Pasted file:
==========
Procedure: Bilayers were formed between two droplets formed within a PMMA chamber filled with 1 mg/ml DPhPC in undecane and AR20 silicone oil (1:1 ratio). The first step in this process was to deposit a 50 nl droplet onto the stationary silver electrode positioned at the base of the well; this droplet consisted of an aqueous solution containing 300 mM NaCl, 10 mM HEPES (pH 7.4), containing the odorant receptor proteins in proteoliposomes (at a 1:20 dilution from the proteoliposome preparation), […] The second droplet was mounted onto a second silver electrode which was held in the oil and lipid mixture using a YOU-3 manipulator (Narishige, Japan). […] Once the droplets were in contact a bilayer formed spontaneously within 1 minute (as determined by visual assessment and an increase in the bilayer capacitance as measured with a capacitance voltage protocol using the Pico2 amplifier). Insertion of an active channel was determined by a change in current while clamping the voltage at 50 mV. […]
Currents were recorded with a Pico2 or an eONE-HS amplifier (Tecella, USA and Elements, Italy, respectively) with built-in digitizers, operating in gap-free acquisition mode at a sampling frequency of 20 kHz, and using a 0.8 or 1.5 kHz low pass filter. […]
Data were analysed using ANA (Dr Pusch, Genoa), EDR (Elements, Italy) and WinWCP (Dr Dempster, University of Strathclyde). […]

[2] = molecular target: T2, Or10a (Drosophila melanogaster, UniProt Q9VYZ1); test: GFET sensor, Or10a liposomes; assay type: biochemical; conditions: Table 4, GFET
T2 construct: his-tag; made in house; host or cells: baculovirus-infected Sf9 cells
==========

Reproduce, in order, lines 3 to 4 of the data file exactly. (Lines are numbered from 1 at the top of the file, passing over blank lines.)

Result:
Data were analysed using ANA (Dr Pusch, Genoa), EDR (Elements, Italy) and WinWCP (Dr Dempster, University of Strathclyde). […]

[2] = molecular target: T2, Or10a (Drosophila melanogaster, UniProt Q9VYZ1); test: GFET sensor, Or10a liposomes; assay type: biochemical; conditions: Table 4, GFET